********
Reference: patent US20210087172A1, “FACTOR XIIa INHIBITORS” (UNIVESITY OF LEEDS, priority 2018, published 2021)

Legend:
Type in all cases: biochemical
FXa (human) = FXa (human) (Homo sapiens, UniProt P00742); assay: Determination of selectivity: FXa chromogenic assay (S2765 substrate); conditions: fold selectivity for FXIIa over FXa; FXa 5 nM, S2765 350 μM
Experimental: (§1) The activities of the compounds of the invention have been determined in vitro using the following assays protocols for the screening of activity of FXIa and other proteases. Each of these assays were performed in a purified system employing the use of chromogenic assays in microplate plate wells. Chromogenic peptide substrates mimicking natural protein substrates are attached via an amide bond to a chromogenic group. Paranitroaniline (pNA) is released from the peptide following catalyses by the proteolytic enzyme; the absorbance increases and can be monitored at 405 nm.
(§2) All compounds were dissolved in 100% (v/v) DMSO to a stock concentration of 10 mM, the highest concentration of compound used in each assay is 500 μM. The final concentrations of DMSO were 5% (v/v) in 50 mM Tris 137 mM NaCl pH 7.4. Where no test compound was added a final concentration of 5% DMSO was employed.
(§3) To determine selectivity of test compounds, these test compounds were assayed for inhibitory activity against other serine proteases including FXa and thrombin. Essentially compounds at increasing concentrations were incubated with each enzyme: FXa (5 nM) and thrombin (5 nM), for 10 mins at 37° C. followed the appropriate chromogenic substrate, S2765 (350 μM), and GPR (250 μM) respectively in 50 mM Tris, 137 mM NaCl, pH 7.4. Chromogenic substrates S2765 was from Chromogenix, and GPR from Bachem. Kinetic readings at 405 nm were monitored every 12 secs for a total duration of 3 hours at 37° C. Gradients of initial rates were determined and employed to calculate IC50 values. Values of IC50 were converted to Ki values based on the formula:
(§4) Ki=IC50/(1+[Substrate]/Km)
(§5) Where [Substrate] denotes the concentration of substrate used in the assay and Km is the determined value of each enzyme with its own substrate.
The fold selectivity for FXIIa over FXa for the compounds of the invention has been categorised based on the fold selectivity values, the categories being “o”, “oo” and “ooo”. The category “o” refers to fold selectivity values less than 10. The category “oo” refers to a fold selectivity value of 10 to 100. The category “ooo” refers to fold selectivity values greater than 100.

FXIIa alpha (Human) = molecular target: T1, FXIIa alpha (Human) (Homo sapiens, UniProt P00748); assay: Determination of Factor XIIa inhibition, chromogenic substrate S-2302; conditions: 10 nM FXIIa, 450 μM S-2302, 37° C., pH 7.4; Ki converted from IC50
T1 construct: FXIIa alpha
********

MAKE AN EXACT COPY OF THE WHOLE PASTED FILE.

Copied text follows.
Reference: patent US20210087172A1, “FACTOR XIIa INHIBITORS” (UNIVESITY OF LEEDS, priority 2018, published 2021)

Legend:
Type in all cases: biochemical
FXa (human) = FXa (human) (Homo sapiens, UniProt P00742); assay: Determination of selectivity: FXa chromogenic assay (S2765 substrate); conditions: fold selectivity for FXIIa over FXa; FXa 5 nM, S2765 350 μM
Experimental: (§1) The activities of the compounds of the invention have been determined in vitro using the following assays protocols for the screening of activity of FXIa and other proteases. Each of these assays were performed in a purified system employing the use of chromogenic assays in microplate plate wells. Chromogenic peptide substrates mimicking natural protein substrates are attached via an amide bond to a chromogenic group. Paranitroaniline (pNA) is released from the peptide following catalyses by the proteolytic enzyme; the absorbance increases and can be monitored at 405 nm.
(§2) All compounds were dissolved in 100% (v/v) DMSO to a stock concentration of 10 mM, the highest concentration of compound used in each assay is 500 μM. The final concentrations of DMSO were 5% (v/v) in 50 mM Tris 137 mM NaCl pH 7.4. Where no test compound was added a final concentration of 5% DMSO was employed.
(§3) To determine selectivity of test compounds, these test compounds were assayed for inhibitory activity against other serine proteases including FXa and thrombin. Essentially compounds at increasing concentrations were incubated with each enzyme: FXa (5 nM) and thrombin (5 nM), for 10 mins at 37° C. followed the appropriate chromogenic substrate, S2765 (350 μM), and GPR (250 μM) respectively in 50 mM Tris, 137 mM NaCl, pH 7.4. Chromogenic substrates S2765 was from Chromogenix, and GPR from Bachem. Kinetic readings at 405 nm were monitored every 12 secs for a total duration of 3 hours at 37° C. Gradients of initial rates were determined and employed to calculate IC50 values. Values of IC50 were converted to Ki values based on the formula:
(§4) Ki=IC50/(1+[Substrate]/Km)
(§5) Where [Substrate] denotes the concentration of substrate used in the assay and Km is the determined value of each enzyme with its own substrate.
The fold selectivity for FXIIa over FXa for the compounds of the invention has been categorised based on the fold selectivity values, the categories being “o”, “oo” and “ooo”. The category “o” refers to fold selectivity values less than 10. The category “oo” refers to a fold selectivity value of 10 to 100. The category “ooo” refers to fold selectivity values greater than 100.

FXIIa alpha (Human) = molecular target: T1, FXIIa alpha (Human) (Homo sapiens, UniProt P00748); assay: Determination of Factor XIIa inhibition, chromogenic substrate S-2302; conditions: 10 nM FXIIa, 450 μM S-2302, 37° C., pH 7.4; Ki converted from IC50
T1 construct: FXIIa alpha